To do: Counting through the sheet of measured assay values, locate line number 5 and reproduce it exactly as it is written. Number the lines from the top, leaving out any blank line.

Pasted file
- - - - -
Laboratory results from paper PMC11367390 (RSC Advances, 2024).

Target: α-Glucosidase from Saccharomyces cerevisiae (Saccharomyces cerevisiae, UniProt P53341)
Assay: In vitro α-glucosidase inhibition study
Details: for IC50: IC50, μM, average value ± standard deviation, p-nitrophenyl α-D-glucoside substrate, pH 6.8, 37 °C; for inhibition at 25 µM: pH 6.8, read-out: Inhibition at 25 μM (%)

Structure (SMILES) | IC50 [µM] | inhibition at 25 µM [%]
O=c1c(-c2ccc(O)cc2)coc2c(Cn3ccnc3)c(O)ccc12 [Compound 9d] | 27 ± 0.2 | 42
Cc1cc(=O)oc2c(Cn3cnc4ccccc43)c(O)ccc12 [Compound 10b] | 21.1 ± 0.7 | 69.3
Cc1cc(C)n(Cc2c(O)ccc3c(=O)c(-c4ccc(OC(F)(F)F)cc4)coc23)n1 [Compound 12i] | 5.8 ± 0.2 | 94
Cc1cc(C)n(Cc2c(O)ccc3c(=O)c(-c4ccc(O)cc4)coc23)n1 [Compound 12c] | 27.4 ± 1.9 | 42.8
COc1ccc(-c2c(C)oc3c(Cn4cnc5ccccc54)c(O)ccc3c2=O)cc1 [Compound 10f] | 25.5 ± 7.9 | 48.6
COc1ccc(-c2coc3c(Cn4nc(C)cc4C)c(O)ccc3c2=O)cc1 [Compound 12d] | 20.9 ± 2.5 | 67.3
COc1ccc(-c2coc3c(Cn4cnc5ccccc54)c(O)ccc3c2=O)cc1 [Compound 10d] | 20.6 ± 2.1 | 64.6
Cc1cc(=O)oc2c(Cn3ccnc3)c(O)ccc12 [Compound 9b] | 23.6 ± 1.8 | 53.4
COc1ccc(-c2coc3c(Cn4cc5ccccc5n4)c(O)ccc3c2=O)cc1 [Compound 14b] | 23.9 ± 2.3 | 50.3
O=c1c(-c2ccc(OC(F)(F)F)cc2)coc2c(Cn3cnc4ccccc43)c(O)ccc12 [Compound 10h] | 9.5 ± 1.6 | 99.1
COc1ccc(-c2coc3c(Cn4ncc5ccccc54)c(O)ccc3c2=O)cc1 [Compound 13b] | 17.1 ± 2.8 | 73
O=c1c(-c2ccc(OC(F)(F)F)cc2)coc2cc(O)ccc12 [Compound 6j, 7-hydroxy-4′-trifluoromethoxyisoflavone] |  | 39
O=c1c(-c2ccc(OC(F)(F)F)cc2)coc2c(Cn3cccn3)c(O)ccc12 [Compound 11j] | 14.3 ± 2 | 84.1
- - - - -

Structure (SMILES) | IC50 [µM] | inhibition at 25 µM [%]